FORT MYERS, Fla. – A grateful community bids farewell to a champion for human rights.
Funeral services were held Saturday for Veronica Shoemaker, a pioneer in the civil rights movement in Lee county. She died January 22, 2016, surrounded by family.
The city of Fort Myers donated the use of Harborside Event Center for the service, and the city obtained an order from the governor, to allow flags, to be flown at half-staff in Shoemaker’s honor.
She was remembered through song and words. Some mourners said she believe in her heart, that we shall overcome. Others said she fought always, so that we shall overcome.
People came together to salute Veronica Shoemaker’s accomplishments.
“We’ll always remember her legacy, the people she helped and what she stood for, ” said Carletha Griffin.
Speakers talked about Shoemaker’s first run for city council in 1968. She lost that election, and many more after, before winning a seat in the early 1980’s. Lee Commission Chair Frank Mann also first ran for office in 1968, and got to know shoemaker well.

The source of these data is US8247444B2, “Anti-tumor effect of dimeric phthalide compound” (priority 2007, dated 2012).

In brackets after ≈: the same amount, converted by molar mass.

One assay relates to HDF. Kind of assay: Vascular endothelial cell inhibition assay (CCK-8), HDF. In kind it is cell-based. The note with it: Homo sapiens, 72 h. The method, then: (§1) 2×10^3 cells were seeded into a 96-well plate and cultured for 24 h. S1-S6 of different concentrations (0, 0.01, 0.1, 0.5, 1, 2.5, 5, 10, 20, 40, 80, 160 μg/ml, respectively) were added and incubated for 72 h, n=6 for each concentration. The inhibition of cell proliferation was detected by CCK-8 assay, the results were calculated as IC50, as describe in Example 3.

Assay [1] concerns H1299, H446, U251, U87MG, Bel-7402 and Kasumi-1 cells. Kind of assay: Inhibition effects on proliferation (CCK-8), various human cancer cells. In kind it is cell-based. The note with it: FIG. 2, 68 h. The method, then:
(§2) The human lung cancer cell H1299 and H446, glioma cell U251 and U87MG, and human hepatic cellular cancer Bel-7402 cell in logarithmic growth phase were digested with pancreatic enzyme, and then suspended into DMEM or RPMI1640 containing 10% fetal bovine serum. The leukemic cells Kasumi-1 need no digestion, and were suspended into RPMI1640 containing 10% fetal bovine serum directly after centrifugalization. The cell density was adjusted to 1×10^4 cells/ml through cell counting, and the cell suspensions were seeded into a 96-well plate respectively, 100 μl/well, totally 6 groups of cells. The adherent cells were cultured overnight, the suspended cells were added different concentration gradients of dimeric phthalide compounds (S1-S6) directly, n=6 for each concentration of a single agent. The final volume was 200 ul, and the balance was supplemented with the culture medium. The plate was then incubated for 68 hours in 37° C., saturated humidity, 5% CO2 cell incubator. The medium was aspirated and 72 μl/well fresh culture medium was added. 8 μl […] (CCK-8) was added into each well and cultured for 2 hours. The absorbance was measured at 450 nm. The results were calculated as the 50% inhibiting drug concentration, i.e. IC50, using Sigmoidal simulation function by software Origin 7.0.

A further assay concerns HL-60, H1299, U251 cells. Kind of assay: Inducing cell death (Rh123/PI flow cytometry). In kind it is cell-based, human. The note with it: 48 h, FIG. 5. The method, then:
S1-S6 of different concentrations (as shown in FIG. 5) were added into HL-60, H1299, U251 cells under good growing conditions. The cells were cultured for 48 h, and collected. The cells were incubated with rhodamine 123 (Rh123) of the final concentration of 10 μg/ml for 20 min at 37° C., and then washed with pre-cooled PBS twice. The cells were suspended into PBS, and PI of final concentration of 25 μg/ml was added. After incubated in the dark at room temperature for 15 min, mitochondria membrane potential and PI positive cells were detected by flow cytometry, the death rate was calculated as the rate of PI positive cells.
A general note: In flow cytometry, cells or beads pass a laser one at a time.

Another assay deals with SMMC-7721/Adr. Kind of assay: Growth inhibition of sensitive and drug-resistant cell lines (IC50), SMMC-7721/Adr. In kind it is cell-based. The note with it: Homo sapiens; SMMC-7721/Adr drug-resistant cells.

“Defeat was not in her vocabulary. She’d get kicked down and she’d get back up and run harder and tougher than ever!” said Mann.
Veronica Shoemaker grew up in a segregated Fort Myers and fought the racial divide. She helped to launch the food pantry, that became Harry Chapin food bank. Shoemaker founded a home for abused children. She won the fight to integrate lee county schools and and the city named a roadway for her, 9 years ago.
Daughter, Mattie Shoemaker-Young,spoke publicly for the first time since her mother’s death.
“She often said, trials and tribulations and the crosses that we bear, will give way to a bright side for us all,” said Shoemaker-Young.
A couple of years ago, Shoemaker spoke of her guiding principle, a fitting epitaph: ” in order to get it done, you have to have faith in yourself, faith in God.”
Five-hundred people attended the service, an emotional goodbye to Lee County foremost fighter for equality.